The simple fact of the matter is that while many here bemoan the idea that there are so many films available to be shown on TCM, why isn't TCM doing more about showing all of these wonderful older films?

 

The reasons are complicated but they are also based in the economic reality we all live in today. Is there a market for these films and will people purchase these films if we (the studios and or distributors) can make a profit?

 

Since switching over to digital a few years back digital masters are needed to show the films that are shown on TCM now.

 

Back in early 2010, TCM online reported that of the 162,984 films listed in its database (based on the authoritative AFI Catalog), only 5,980 (3.67 percent) are available on home video. So what does this figure tell you?

 

According to other folks like the late Kyle in Hollywood and lzcutter here at the message boards:

 

"Contrary to what many believe here, TCM no longer owns the rights to broadcast films from the Turner Film Library. They must compete with other channels for the rights to broadcast the films. That library, which consists of the RKO film library, the pre-1949 Warners library and the pre-1986 MGM library, was included when Ted Turner merged his media empire with Time Warner back in the late 1990s.

 

Since then the former Turner film library has been under the ownership of Time Warner and under the care of Warner Brothers. It was posted here once that there were roughly 5,000 titles in the former Turner Film Library. Many of those films have yet to be transferred to a digital format mainly due to the sheer volume of films. Add to that, the post-1949 Warners film library that Warner Brothers owns will likely take a few more years (at least) for the majority of the titles to migrate from video masters to digital masters.

 

And there is speculation that not all the titles will be migrated."

 

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This is what I thought, too. TCM is supposed to have the rights to RKO and pre-50s Warner Bros. films, too (including the great early Popeye cartoons? Have they ever shown those?) With all other film companies aside, these three alone should have enough seldom-shown films in them to last for months without repeating. Don't tell me TCM has to pay even to show films from their own library?

I have been going through my DVD collection that I recorded off of TCM between 2006 to 2010 when their feed was analog and the films were video and the snap shot in time on what was on TCM is amazing. Rare RKO, Warner and MGM movies that haven't been on since. It seems like moving to digital has limited what they can use from the library. When Ted bought these films he created TNT in the late 80's to showcase them. I still have VHS recordings of movies from TNT that TCM has never shown, but that was 25 years ago when all transfers from film was to video.

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This is what I thought, too. TCM is supposed to have the rights to RKO and pre-50s Warner Bros. films, too (including the great early Popeye cartoons? Have they ever shown those?) With all other film companies aside, these three alone should have enough seldom-shown films in them to last for months without repeating. Don't tell me TCM has to pay even to show films from their own library?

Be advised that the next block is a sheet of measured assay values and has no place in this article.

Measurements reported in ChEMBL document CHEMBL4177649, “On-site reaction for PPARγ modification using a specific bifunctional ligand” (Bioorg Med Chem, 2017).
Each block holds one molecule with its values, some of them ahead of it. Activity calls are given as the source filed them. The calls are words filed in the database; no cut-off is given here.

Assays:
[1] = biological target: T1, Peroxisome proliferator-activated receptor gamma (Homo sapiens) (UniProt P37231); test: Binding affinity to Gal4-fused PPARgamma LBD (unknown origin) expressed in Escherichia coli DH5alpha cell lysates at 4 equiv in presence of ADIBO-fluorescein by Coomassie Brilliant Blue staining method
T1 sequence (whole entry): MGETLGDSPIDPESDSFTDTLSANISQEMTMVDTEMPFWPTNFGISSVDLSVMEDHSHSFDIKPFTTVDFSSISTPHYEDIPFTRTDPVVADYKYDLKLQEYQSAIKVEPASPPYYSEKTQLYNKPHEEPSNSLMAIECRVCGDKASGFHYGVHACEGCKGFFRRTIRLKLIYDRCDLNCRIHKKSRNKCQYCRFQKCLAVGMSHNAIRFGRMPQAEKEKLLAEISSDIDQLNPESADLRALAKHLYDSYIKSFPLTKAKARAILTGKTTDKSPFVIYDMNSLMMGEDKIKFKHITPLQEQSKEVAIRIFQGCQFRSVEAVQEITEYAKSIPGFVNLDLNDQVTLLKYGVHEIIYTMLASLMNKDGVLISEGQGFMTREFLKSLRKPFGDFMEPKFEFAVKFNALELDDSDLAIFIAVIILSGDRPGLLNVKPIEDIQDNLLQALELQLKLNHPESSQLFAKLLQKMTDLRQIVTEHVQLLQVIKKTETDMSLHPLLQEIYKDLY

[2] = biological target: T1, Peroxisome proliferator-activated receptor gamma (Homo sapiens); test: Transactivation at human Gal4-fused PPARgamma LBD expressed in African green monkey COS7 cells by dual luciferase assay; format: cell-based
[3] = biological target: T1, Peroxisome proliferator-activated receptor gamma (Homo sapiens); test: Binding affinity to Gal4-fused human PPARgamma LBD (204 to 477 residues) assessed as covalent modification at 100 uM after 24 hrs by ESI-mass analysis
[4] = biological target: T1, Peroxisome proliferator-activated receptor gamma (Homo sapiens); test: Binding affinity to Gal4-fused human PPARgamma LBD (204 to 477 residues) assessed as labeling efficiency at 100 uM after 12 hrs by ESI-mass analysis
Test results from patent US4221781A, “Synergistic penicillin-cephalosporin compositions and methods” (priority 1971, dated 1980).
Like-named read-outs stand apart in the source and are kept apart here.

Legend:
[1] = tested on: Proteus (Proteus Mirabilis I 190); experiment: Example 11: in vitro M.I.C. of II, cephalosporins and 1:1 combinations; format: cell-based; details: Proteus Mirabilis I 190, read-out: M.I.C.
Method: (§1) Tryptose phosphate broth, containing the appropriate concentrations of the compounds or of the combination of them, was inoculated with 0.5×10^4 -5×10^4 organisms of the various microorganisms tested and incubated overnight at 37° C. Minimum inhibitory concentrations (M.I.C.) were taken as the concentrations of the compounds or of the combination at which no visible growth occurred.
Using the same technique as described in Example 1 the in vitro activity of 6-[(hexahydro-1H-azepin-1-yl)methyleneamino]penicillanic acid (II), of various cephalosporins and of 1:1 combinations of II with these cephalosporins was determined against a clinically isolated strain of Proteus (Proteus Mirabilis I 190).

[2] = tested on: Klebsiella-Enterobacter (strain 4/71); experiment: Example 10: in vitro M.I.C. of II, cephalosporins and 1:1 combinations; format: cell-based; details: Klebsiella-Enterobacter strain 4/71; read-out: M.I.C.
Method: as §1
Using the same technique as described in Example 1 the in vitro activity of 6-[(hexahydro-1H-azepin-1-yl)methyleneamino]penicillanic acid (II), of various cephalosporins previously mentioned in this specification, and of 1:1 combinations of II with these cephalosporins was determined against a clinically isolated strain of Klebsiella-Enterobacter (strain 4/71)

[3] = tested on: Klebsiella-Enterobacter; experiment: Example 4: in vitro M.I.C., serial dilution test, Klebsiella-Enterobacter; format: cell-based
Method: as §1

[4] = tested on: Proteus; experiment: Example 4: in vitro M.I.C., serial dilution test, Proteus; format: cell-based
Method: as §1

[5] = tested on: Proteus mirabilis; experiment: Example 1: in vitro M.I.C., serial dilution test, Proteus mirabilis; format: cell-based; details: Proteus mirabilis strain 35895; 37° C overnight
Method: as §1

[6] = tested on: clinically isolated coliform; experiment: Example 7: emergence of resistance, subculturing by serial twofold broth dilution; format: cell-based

The library is no longer owned nor controlled by Turner. It is now in Warner division of TimeWarner.

 

I have no inside information but I believe that there is goodwill between divisions of TimeWarner and that this facilitates negotiations but they are separate companies for purposes of daily operations. 

 

I believe strongly also that each division is much more concerned with their own bottom line than they are with giving other divisions massive discounts. This is due to profit/loss statements not containing line for how many times you were a good guy and division management stands or falls depending on how prosperous their division appears to be.

 

I feel this means that not only does TCM have to rent all titles but also that they can not expect to pay pennies for licenses for which other buyers would pay dollars.

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It's usually a matter of cost. When a network negotiates for a film, the negotiated prices is for a number of showings. The more showings that price can be spread over, the  the less each one costs. The programming department has a  budget and they have to juggle the costs each month. If they have some costly premieres, then they may have to make it up with more cheaper repeats.

 

Another thing to keep in mind is that parent Time-Warner made major cuts and layoffs to it's television properties this year. I believe TCM escaped the layoffs, but I'll bet their budget got cut. So that means more repeats.

 

Still compared to other movie channels, TCM has far fewer repeats than say the Encore channels where they may run the same film eight or ten times within a month. Then there's Fox Movie channel which only runs commercial free classics about 10-12 hours a day and they just keep repeating the same 75 or 80 movies over and over and over.

Believe it or not, there may be the element that repetition of films makes the channel seem more attractive and accessible, the same way many radio stations have a limited playlist of songs.

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It seems like moving to digital has limited what they can use from the library.

 

 

 

TCM can show digital and non-digital videos. It might have more to do with SD and HD, with TCM trying to move more toward HD videos to promote their HD channel.

 

However, TCM has stopped showing INVASION OF THE BODY SNATCHERS (1956), even though a new copy is now available on blue-ray. Maybe distributors/owners start charging more for their TV rentals whenever they make an old film available for sale on disk, and maybe TCM doesn't want to pay the new cost of renting it. I don't know.

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TCM can show digital and non-digital videos. It might have more to do with SD and HD, with TCM trying to move more toward HD videos to promote their HD channel.

 

However, TCM has stopped showing INVASION OF THE BODY SNATCHERS (1956), even though a new copy is now available on blue-ray. Maybe distributors/owners start charging more for their TV rentals whenever they make an old film available for sale on disk, and maybe TCM doesn't want to pay the new cost of renting it. I don't know.

how do films like Hot Spell (1958) once in the tcm catalog get to somehow be outta the tcm catalog? :huh: